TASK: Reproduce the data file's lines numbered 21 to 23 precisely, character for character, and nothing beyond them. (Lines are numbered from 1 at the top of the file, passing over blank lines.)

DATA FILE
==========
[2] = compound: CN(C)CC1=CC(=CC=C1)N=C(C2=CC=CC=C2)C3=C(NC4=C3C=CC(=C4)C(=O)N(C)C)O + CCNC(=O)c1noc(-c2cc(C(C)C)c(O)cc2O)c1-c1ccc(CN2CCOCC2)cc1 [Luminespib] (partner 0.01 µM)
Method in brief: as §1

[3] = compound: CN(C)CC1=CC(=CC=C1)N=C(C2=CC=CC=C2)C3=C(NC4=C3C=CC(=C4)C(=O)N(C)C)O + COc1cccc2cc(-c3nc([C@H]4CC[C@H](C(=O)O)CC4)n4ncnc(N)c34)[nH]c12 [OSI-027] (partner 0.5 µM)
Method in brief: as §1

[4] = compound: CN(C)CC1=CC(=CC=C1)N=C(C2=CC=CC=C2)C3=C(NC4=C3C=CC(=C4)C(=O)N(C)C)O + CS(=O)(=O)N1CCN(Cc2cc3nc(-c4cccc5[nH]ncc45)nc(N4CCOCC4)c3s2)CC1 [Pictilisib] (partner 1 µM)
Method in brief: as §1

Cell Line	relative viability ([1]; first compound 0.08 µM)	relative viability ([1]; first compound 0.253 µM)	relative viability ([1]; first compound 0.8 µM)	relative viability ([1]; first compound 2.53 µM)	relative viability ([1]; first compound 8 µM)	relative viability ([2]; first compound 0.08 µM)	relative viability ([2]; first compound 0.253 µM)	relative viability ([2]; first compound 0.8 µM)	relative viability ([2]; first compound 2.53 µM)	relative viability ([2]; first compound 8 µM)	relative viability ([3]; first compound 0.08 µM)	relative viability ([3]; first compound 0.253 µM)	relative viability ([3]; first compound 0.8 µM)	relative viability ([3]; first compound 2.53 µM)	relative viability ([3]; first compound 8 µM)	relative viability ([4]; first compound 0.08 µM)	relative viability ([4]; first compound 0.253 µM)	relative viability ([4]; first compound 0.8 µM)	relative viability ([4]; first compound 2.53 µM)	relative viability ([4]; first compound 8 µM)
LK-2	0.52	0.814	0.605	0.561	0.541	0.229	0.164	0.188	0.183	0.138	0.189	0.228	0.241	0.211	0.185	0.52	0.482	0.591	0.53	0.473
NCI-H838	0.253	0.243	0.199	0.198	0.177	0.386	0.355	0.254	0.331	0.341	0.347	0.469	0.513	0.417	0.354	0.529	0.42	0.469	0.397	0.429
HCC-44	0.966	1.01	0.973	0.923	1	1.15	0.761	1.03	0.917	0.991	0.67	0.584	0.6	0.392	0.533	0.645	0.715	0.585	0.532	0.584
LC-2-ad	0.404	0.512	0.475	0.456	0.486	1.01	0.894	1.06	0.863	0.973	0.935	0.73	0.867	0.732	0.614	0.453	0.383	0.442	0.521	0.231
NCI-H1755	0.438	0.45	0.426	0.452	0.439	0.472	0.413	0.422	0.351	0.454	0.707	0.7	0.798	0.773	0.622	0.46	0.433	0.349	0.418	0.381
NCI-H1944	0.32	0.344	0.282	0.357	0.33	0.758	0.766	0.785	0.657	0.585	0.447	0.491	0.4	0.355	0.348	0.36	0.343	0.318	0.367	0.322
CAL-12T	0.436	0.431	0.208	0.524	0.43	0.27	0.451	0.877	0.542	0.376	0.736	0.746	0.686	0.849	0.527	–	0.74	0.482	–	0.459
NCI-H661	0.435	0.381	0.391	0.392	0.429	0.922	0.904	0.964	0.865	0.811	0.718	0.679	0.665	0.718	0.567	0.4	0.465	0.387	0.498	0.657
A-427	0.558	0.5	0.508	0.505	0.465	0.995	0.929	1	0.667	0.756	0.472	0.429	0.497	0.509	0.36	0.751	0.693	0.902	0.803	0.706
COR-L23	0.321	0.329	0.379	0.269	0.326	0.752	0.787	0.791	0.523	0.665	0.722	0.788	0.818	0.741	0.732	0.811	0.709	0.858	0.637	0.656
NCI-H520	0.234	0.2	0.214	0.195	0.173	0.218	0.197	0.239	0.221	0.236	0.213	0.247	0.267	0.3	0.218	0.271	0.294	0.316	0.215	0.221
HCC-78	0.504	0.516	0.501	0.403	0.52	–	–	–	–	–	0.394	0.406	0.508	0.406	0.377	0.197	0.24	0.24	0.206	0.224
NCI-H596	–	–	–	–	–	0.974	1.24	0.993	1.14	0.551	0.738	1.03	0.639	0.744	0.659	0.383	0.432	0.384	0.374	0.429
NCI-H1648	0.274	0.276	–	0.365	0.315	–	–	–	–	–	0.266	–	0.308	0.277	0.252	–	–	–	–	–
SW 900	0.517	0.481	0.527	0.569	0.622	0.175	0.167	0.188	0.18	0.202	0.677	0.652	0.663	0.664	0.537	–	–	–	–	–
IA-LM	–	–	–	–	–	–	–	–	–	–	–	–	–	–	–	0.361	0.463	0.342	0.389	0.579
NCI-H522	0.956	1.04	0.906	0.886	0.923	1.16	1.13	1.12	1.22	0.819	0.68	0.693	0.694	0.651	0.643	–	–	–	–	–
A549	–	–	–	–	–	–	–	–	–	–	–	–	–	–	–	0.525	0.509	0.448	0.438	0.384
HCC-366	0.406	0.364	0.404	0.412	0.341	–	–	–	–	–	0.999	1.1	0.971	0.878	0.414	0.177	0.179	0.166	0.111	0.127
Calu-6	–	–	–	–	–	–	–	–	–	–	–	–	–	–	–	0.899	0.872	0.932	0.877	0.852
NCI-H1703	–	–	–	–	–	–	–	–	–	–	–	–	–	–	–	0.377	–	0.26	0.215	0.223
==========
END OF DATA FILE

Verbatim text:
NCI-H1648	0.274	0.276	–	0.365	0.315	–	–	–	–	–	0.266	–	0.308	0.277	0.252	–	–	–	–	–
SW 900	0.517	0.481	0.527	0.569	0.622	0.175	0.167	0.188	0.18	0.202	0.677	0.652	0.663	0.664	0.537	–	–	–	–	–
IA-LM	–	–	–	–	–	–	–	–	–	–	–	–	–	–	–	0.361	0.463	0.342	0.389	0.579